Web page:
picked up by a television ham in Osceola, Florida, who fumingly reported artificial interference on the amateur TV bands. He heard and taped it for ten minutes—so he said—before it blew out his receiver. When he replaced the broken element, the broadcast was gone.
But the Communications Commission looked at and listened to the tape and practically went through the ceiling. It stationed a monitor truck in Osceola for months, listening feverishly to nothing.
Then for a long while there were rumors of broadcasts which blew out receiving apparatus, but nothing definite. Weird patterns appeared on screens high–pitched or deep–bass notes sounded—and the receiver went out of operation. After the ham operator in Osceola, nobody else got more than a second or two of the weird interference before blowing his set during six very full months of CC agitation.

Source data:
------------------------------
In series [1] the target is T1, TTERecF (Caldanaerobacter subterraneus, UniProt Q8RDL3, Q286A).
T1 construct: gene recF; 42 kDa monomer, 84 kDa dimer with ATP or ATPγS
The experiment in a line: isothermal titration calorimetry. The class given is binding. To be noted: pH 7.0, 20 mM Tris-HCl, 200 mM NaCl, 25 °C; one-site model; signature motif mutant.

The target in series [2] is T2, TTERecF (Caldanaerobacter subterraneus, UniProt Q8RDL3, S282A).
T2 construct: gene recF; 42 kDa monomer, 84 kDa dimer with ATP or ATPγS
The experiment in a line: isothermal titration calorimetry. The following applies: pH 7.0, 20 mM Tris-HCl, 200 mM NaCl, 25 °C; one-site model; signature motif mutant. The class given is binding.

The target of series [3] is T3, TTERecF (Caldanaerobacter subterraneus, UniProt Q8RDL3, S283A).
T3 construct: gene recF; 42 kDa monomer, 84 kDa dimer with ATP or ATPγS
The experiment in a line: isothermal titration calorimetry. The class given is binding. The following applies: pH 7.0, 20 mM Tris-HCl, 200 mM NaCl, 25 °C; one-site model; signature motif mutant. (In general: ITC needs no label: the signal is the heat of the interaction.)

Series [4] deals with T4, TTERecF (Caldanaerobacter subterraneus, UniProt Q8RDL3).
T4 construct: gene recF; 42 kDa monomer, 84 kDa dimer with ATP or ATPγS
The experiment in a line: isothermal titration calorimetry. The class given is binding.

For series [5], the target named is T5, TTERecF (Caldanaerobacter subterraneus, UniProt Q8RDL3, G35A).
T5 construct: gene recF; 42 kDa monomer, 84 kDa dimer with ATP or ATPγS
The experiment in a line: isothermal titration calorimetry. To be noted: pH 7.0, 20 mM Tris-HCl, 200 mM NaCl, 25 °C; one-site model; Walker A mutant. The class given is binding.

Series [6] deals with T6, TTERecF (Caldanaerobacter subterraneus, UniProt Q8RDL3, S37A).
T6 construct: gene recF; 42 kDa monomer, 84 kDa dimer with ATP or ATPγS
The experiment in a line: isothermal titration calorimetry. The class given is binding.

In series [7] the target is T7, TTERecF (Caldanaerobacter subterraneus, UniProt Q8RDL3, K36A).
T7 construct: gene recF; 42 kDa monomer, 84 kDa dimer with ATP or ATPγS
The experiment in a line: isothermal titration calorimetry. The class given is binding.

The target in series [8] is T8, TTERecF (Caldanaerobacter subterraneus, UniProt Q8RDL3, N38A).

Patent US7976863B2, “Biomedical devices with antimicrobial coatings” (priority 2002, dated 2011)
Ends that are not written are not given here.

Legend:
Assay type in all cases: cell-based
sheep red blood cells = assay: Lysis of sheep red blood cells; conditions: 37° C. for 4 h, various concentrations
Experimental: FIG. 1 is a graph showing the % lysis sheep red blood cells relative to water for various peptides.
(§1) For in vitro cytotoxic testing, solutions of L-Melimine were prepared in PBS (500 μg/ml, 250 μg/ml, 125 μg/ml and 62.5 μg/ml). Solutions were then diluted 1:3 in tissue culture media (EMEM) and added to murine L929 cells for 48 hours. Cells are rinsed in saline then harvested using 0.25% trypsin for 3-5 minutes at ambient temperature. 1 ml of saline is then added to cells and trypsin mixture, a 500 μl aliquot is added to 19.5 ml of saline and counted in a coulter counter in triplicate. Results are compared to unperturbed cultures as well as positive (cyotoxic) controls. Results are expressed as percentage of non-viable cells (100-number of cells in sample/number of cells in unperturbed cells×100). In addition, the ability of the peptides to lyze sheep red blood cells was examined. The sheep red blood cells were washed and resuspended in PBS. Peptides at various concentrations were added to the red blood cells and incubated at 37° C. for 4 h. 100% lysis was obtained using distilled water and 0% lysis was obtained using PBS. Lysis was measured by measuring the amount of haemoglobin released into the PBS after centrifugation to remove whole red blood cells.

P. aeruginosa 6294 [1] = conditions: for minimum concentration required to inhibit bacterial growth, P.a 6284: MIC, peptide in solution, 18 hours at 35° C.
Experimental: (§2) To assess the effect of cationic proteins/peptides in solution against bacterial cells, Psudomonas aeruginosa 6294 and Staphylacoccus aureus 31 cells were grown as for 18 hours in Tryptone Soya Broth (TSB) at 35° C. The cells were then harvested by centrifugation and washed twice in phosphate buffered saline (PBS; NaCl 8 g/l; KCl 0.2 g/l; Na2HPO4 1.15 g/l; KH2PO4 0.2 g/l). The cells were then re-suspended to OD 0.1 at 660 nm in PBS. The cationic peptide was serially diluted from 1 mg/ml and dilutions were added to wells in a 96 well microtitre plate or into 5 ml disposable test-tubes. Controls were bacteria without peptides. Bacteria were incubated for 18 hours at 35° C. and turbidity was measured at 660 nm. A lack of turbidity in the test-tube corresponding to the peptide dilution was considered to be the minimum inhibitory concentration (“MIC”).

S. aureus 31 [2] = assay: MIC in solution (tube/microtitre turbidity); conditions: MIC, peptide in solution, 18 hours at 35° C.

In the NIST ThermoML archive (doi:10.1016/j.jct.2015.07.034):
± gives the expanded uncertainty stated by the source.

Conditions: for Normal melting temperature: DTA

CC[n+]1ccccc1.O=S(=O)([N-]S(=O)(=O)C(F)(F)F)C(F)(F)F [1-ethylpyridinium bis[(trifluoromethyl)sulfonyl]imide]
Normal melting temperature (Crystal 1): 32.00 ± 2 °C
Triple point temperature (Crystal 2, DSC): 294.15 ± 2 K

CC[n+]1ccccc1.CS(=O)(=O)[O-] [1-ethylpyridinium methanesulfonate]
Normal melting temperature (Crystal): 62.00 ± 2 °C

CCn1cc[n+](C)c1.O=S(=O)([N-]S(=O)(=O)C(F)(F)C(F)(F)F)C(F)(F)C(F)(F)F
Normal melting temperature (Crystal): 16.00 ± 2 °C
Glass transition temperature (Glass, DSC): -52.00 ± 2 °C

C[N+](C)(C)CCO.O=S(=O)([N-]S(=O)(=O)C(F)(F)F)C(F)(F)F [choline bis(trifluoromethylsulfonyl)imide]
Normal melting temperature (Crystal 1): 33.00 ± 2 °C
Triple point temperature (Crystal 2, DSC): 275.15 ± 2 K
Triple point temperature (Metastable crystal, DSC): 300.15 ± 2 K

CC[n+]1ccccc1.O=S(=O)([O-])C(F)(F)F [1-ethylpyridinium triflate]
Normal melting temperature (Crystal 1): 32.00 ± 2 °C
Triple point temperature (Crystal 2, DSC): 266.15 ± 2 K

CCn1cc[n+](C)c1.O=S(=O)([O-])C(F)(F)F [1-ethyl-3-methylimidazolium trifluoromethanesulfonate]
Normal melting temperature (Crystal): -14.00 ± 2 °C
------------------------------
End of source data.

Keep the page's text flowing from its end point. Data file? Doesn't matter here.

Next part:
Then a TV station in Seattle abruptly broadcast interference superimposed on its regular network program. The screens of all sets tuned to that program suddenly showed exotic, curiously curved, meaningless patterns on top of a commercial spectacular broadcast. At the same time incredible chirping noises came from the speakers, alternating with deep–bass hootings, which spoiled the ju–ju music of the most expensive ju–ju band on the air. The interference ended only with a minor break–down in the transmitting station. It was the same sort of interference that the Communications Commission had thrown fits about in Washington. It threw further fits now.